Impact Fees: The law has changed to help improve the opportunity to build new single-family homes
The 2015 State Legislature has passed, and Governor Inslee has signed, Senate Bill 5923 which requires counties, cities, and towns collecting impact fees to adopt and maintain a system for the deferred collection of impact fees for single-family detached and attached residential construction.
The change is especially important because – in the wake of the great recession – lenders are reluctant to lend on soft costs, such as impact fees. Banks are concerned that in the event the builder defaults, the funds lent to pay for impact fees provide no real tangible asset that can be sold in order for the bank to recover its funds.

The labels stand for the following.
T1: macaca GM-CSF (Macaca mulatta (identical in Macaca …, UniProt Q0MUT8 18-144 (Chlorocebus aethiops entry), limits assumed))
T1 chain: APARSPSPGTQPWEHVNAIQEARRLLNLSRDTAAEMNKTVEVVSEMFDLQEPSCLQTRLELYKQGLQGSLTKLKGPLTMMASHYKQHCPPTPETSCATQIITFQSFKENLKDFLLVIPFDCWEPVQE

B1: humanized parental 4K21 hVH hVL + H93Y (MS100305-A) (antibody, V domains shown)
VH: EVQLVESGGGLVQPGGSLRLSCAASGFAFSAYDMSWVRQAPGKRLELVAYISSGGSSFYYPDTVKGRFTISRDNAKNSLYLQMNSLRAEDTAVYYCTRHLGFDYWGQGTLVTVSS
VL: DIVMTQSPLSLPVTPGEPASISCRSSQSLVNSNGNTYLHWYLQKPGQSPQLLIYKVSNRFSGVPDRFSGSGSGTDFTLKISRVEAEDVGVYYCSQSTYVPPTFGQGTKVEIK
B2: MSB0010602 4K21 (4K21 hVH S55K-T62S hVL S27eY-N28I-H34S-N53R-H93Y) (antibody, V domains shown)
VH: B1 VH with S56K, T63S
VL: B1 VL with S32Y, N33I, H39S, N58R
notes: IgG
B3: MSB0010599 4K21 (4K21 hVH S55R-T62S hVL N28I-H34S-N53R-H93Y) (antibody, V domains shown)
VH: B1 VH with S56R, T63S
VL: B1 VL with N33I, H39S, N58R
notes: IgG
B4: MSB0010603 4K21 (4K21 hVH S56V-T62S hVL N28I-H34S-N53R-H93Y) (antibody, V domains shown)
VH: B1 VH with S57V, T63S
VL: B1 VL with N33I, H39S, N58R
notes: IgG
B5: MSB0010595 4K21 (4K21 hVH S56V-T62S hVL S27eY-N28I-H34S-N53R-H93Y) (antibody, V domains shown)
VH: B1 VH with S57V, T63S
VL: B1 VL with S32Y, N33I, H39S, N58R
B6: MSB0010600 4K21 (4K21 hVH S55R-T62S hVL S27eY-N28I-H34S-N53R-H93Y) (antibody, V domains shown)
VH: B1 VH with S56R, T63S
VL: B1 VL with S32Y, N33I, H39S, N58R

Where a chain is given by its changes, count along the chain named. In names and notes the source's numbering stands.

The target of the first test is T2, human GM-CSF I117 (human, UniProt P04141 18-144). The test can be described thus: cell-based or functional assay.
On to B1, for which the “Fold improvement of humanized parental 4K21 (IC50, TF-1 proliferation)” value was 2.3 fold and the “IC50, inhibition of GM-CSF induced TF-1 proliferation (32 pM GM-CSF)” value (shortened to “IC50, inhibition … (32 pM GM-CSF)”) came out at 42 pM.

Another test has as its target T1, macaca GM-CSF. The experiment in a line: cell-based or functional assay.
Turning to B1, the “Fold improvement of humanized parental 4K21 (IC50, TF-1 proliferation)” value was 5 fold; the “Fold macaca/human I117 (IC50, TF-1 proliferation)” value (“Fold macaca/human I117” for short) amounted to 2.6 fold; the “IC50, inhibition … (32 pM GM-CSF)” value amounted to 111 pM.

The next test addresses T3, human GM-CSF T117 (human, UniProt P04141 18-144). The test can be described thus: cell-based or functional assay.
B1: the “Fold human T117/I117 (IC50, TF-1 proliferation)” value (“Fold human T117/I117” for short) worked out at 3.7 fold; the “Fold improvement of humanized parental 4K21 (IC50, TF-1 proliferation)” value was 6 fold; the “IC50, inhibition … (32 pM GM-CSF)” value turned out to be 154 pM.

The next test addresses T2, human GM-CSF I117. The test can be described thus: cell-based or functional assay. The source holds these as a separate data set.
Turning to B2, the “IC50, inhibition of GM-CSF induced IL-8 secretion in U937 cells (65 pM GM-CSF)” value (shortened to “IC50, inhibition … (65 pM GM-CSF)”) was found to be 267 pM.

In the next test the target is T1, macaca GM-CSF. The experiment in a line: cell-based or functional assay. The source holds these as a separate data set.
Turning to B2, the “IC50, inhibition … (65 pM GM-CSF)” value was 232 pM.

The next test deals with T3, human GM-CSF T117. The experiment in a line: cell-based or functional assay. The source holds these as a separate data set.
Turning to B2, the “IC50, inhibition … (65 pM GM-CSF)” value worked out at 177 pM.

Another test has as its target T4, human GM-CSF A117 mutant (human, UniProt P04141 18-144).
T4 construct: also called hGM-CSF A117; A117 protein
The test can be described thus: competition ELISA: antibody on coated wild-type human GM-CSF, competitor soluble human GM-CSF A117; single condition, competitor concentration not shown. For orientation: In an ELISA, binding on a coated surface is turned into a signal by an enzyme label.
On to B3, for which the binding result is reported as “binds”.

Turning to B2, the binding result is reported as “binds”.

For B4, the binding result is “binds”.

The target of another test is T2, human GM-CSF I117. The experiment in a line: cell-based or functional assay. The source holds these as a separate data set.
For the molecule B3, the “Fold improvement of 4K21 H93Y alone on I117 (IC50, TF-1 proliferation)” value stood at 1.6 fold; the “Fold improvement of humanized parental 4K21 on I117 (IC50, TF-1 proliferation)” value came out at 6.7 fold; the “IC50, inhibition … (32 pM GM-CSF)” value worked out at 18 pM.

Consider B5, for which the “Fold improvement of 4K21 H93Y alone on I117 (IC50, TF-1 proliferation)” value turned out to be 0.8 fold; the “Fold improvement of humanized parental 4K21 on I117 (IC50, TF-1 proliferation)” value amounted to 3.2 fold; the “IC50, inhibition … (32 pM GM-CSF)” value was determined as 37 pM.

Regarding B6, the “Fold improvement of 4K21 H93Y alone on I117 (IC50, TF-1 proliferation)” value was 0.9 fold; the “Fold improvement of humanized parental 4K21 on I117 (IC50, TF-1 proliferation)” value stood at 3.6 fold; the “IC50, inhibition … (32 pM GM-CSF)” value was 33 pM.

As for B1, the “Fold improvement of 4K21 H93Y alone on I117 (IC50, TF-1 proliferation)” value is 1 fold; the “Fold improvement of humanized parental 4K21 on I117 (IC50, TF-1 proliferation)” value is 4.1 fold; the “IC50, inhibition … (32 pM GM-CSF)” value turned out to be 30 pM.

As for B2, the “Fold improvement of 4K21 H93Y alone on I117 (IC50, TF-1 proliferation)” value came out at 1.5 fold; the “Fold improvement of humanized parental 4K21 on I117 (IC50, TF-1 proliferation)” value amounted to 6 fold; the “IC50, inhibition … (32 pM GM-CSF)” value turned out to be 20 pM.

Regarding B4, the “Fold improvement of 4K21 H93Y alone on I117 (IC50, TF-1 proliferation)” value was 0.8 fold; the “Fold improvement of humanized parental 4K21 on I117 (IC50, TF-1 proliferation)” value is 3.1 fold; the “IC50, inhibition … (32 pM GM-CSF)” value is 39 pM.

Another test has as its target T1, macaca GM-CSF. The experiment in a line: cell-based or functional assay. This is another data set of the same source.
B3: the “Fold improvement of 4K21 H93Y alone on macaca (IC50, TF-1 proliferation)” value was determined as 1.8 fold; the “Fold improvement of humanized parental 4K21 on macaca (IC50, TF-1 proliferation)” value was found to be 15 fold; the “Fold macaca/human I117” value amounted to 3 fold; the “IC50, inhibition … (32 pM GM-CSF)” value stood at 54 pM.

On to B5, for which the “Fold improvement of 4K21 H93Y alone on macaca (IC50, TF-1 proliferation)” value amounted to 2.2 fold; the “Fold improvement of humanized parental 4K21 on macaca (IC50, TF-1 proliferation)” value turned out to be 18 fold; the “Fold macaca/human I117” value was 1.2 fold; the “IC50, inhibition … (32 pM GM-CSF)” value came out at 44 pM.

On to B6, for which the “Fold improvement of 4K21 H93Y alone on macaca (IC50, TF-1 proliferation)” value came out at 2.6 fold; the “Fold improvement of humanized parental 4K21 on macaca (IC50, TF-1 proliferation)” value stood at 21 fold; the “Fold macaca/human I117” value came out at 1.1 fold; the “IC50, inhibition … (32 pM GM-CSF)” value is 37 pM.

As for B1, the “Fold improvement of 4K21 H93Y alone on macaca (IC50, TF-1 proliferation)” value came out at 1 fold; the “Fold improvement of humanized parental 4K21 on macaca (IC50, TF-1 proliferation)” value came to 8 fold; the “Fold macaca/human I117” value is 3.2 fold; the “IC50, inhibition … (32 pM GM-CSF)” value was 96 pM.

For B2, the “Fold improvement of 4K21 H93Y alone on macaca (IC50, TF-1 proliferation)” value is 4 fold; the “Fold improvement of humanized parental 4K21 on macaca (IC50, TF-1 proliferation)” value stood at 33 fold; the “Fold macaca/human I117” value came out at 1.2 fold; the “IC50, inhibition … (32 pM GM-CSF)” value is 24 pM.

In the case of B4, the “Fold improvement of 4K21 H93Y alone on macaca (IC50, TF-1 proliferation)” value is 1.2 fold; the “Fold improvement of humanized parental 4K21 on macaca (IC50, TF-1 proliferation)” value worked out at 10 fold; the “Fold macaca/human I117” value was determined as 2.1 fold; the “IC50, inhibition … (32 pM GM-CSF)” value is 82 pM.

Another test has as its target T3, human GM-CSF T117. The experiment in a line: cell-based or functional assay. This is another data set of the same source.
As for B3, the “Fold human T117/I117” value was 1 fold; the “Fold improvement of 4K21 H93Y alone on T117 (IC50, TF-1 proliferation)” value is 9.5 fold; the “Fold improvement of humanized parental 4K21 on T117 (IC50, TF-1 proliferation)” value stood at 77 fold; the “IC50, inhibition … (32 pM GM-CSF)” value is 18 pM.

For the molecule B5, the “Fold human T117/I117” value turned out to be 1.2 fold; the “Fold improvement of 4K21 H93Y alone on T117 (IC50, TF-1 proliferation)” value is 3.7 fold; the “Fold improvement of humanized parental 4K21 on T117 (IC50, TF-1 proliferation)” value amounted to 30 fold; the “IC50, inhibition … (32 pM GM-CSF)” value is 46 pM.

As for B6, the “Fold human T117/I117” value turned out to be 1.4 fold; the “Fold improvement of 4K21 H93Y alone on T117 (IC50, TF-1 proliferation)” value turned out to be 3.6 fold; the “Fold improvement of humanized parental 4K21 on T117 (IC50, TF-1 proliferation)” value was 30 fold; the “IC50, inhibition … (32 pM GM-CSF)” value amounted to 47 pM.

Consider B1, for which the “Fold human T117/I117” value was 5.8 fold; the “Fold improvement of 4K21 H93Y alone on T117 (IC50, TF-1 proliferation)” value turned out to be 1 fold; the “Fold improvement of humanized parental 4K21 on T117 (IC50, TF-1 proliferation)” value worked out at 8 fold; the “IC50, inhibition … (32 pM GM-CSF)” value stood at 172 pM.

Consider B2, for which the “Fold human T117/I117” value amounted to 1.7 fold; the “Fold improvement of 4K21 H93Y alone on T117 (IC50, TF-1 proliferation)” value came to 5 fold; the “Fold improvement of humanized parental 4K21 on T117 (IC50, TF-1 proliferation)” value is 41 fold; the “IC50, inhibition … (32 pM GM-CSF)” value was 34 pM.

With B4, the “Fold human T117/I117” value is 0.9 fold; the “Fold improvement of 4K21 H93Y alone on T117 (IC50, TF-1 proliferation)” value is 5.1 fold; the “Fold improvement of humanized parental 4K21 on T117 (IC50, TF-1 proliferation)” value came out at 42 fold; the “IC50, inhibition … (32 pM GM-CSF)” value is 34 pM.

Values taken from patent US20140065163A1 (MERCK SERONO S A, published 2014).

The reluctance of banks to extend credit to pay for such ‘soft costs’ means (1) the homebuilder must come up with more “front money equity” in order to build the home, or (2) the home doesn’t get built, which is a problem for REALTORS® and their buyers.
The new law allows counties, cities, and towns using the deferral process to withhold certification of final inspection, certificate of occupancy, or equivalent certification until the impact fees have been paid in full. The deadline for most of the new law’s provisions is September 1, 2016, so local governments have time to develop a deferral system that best meets statutory requirements and local objectives.